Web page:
"Everyone is legitimately concerned about Europe, but I think the deeper concern is the markets themselves, that we can, without forewarning, have a flash crash. That was frightening to small investors and large sophisticated investors as well," Hugh Johnson, chairman of Johnson Illington Advisors, said on MarketWatch.


The Dow Jones industrial average lost 114.88 points, or 1.08 percent, to 10,510.95. The S&P 500 Index declined 16.14 points, or 1.42 percent, to 1,120.80. The Nasdaq Composite Index retreated 36.97 points, or 1.57 percent, to 2,317.26.

U.S. Producer Prices in April

In other economic news of the day, the Labor Department released its monthly report on U.S. producer prices. They retreated 0.1 percent in April, marking the second fall in three months. The majority of analysts were expected a 0.1 percent increase. The decreases were led by lower energy and food costs at the wholesale level.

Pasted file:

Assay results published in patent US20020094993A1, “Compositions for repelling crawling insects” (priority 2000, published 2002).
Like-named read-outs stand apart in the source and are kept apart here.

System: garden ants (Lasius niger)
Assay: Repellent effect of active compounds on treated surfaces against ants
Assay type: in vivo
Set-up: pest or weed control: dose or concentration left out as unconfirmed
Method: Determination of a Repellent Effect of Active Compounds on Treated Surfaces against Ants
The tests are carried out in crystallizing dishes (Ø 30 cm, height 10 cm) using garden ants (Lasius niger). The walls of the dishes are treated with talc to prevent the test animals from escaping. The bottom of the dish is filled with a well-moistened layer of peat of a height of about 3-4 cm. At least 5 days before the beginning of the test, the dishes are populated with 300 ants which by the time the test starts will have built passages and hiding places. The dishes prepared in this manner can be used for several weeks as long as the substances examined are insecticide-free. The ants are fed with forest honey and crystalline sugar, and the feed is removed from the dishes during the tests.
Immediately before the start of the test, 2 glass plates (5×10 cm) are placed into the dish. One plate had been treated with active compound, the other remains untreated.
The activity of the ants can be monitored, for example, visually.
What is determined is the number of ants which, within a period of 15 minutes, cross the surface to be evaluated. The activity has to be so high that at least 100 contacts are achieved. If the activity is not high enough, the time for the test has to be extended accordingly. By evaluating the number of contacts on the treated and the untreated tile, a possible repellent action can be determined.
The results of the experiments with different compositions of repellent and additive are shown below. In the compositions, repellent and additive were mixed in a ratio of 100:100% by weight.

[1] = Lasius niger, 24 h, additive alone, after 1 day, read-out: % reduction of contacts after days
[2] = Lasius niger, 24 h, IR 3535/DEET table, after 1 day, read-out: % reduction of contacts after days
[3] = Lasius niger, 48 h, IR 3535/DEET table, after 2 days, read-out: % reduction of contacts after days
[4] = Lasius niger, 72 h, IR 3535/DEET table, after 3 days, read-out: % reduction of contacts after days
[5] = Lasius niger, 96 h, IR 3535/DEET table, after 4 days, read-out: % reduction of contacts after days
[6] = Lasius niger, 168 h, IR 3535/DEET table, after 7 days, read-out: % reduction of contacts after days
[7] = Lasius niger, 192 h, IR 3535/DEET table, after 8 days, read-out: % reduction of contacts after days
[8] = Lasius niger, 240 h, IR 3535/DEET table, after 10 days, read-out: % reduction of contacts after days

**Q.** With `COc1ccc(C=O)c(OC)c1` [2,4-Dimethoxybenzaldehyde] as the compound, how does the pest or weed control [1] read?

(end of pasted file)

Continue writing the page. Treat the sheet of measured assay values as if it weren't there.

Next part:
Annual wholesale inflation rose 5.5 percent, as compared to the 6.0 percent reading from a month earlier.

Gold, Silver, and Metals: Prices and Commentary – May 18, 2010

by Jon Nadler, Kitco Metals Inc.

Buy American. Others Are.

Good Morning,

A recapture of the 1.24 level by the beleaguered euro and a small decline in the US dollar (to near the 86 level on the index) conspired to dampen gold demand during the overnight hours and the yellow metal fell to a one-week low near $1205.00 per ounce as a result.

Risk appetite improved a tad and the quest for safe-havens turned somewhat muted following a bounce in European stock markets. Indian gold prices fell once again overnight as ultra-high bullion prices kept would-be buyers from doing that which their German counterparts have been doing for several days; cleaning out the local gold shop.